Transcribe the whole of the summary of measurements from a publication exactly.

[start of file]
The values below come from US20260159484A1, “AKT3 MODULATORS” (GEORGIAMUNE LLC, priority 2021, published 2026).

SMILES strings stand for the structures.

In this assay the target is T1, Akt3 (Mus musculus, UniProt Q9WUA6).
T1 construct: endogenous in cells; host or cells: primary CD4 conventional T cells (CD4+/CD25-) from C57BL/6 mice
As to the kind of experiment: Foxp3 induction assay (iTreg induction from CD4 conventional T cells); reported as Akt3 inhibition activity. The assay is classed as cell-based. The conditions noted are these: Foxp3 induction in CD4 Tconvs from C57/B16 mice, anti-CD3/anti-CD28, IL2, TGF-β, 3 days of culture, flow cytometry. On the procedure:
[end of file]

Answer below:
The values below come from US20260159484A1, “AKT3 MODULATORS” (GEORGIAMUNE LLC, priority 2021, published 2026).

SMILES strings stand for the structures.

In this assay the target is T1, Akt3 (Mus musculus, UniProt Q9WUA6).
T1 construct: endogenous in cells; host or cells: primary CD4 conventional T cells (CD4+/CD25-) from C57BL/6 mice
As to the kind of experiment: Foxp3 induction assay (iTreg induction from CD4 conventional T cells); reported as Akt3 inhibition activity. The assay is classed as cell-based. The conditions noted are these: Foxp3 induction in CD4 Tconvs from C57/B16 mice, anti-CD3/anti-CD28, IL2, TGF-β, 3 days of culture, flow cytometry. On the procedure: